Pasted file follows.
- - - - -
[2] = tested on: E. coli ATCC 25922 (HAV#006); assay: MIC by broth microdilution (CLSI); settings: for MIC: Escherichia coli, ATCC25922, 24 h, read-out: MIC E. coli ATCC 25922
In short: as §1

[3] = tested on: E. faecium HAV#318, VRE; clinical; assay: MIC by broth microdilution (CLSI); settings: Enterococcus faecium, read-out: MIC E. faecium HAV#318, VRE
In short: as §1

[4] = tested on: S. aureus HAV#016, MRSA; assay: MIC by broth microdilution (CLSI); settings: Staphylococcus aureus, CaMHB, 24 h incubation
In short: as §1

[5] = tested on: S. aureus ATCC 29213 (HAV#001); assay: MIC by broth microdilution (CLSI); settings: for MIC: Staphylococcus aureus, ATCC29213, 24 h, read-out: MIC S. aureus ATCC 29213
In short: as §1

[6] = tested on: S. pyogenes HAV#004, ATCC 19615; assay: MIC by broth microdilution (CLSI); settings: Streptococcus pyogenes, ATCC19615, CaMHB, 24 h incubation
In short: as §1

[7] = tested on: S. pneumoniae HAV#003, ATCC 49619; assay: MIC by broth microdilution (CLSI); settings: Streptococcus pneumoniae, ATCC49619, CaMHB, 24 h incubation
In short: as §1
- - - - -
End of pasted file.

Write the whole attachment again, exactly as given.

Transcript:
[2] = tested on: E. coli ATCC 25922 (HAV#006); assay: MIC by broth microdilution (CLSI); settings: for MIC: Escherichia coli, ATCC25922, 24 h, read-out: MIC E. coli ATCC 25922
In short: as §1

[3] = tested on: E. faecium HAV#318, VRE; clinical; assay: MIC by broth microdilution (CLSI); settings: Enterococcus faecium, read-out: MIC E. faecium HAV#318, VRE
In short: as §1

[4] = tested on: S. aureus HAV#016, MRSA; assay: MIC by broth microdilution (CLSI); settings: Staphylococcus aureus, CaMHB, 24 h incubation
In short: as §1

[5] = tested on: S. aureus ATCC 29213 (HAV#001); assay: MIC by broth microdilution (CLSI); settings: for MIC: Staphylococcus aureus, ATCC29213, 24 h, read-out: MIC S. aureus ATCC 29213
In short: as §1

[6] = tested on: S. pyogenes HAV#004, ATCC 19615; assay: MIC by broth microdilution (CLSI); settings: Streptococcus pyogenes, ATCC19615, CaMHB, 24 h incubation
In short: as §1

[7] = tested on: S. pneumoniae HAV#003, ATCC 49619; assay: MIC by broth microdilution (CLSI); settings: Streptococcus pneumoniae, ATCC49619, CaMHB, 24 h incubation
In short: as §1